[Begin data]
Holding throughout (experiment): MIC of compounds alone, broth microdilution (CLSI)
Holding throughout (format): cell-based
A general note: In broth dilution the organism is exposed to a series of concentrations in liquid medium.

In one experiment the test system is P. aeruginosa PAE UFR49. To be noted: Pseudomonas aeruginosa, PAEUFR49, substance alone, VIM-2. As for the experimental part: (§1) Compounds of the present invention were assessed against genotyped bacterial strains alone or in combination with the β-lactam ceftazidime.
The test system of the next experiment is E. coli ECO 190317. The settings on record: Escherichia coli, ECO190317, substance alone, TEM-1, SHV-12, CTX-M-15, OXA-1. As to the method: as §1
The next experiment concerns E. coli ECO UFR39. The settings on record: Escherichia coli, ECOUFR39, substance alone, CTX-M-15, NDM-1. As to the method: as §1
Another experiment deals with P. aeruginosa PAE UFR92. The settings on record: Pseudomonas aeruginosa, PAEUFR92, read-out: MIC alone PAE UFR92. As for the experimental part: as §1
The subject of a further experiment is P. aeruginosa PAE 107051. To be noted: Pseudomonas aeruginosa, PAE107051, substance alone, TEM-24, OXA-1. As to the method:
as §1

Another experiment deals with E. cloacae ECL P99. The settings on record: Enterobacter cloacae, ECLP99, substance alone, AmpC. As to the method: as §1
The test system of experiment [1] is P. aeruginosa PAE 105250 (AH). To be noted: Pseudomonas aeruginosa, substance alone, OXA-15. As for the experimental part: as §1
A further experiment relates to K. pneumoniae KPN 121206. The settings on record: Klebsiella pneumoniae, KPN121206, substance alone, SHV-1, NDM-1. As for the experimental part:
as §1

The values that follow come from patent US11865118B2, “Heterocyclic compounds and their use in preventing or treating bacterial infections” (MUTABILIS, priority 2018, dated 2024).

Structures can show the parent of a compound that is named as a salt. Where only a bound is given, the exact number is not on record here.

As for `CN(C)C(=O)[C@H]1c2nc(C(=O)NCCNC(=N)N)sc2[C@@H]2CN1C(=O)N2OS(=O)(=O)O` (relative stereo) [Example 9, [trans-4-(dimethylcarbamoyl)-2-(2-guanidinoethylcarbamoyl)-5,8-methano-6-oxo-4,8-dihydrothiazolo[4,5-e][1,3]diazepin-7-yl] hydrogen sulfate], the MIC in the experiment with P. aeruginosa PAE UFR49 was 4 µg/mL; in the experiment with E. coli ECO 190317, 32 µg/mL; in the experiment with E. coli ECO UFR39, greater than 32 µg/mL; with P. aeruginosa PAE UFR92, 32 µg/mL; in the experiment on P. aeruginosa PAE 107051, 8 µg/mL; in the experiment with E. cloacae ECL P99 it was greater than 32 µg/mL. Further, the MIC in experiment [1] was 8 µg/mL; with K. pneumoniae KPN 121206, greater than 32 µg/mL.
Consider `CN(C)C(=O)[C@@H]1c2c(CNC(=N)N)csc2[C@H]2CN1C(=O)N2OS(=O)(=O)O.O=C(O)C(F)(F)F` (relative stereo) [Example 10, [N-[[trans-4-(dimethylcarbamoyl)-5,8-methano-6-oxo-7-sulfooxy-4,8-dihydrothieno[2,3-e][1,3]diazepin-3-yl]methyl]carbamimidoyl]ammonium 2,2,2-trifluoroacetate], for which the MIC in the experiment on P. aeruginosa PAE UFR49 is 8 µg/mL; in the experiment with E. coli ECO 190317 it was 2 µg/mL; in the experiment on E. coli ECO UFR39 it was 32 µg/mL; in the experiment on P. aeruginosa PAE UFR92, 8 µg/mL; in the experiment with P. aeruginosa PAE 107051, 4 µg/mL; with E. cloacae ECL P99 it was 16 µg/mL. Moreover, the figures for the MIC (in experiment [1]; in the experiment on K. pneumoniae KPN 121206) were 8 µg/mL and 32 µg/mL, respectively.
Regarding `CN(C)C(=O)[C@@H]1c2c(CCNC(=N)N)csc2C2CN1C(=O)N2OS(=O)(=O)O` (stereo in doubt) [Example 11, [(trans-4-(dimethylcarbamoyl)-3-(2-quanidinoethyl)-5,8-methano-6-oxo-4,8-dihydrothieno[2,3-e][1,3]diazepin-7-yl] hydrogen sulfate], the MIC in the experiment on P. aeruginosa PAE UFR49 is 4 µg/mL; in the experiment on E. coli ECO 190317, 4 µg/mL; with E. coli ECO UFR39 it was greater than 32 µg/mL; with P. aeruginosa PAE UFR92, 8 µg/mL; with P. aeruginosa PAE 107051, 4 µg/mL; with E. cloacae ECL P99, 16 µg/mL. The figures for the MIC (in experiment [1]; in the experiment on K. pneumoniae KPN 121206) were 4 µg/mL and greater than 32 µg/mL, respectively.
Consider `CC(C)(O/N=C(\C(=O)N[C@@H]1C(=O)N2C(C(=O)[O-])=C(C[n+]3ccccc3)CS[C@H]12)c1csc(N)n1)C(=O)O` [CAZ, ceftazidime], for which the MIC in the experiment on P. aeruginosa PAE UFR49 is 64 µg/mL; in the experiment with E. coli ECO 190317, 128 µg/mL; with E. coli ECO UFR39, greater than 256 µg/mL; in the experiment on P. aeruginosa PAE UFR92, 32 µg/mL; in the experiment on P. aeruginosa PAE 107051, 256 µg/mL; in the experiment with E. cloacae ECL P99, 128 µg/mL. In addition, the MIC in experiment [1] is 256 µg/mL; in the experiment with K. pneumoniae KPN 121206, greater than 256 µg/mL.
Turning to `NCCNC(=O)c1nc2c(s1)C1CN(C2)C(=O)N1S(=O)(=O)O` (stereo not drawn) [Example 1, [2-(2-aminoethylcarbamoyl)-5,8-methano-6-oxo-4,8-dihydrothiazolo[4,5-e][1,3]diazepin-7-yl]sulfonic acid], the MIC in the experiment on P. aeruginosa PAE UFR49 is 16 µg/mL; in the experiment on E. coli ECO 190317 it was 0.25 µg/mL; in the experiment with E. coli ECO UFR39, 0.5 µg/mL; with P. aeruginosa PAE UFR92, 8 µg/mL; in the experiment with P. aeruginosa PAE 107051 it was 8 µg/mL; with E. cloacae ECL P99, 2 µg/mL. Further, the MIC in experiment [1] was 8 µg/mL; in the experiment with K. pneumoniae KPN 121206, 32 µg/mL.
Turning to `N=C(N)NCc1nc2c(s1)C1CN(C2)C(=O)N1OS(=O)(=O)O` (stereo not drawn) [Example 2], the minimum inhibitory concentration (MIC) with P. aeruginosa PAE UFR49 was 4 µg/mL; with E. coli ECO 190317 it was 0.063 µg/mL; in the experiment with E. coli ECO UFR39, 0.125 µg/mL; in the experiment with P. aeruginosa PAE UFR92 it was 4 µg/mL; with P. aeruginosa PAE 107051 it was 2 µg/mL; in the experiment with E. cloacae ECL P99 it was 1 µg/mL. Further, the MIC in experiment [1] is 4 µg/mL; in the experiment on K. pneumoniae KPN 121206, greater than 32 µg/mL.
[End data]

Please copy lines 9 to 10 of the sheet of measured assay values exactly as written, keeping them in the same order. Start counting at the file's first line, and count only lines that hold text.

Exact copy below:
as §1

Another experiment deals with E. cloacae ECL P99. The settings on record: Enterobacter cloacae, ECLP99, substance alone, AmpC. As to the method: as §1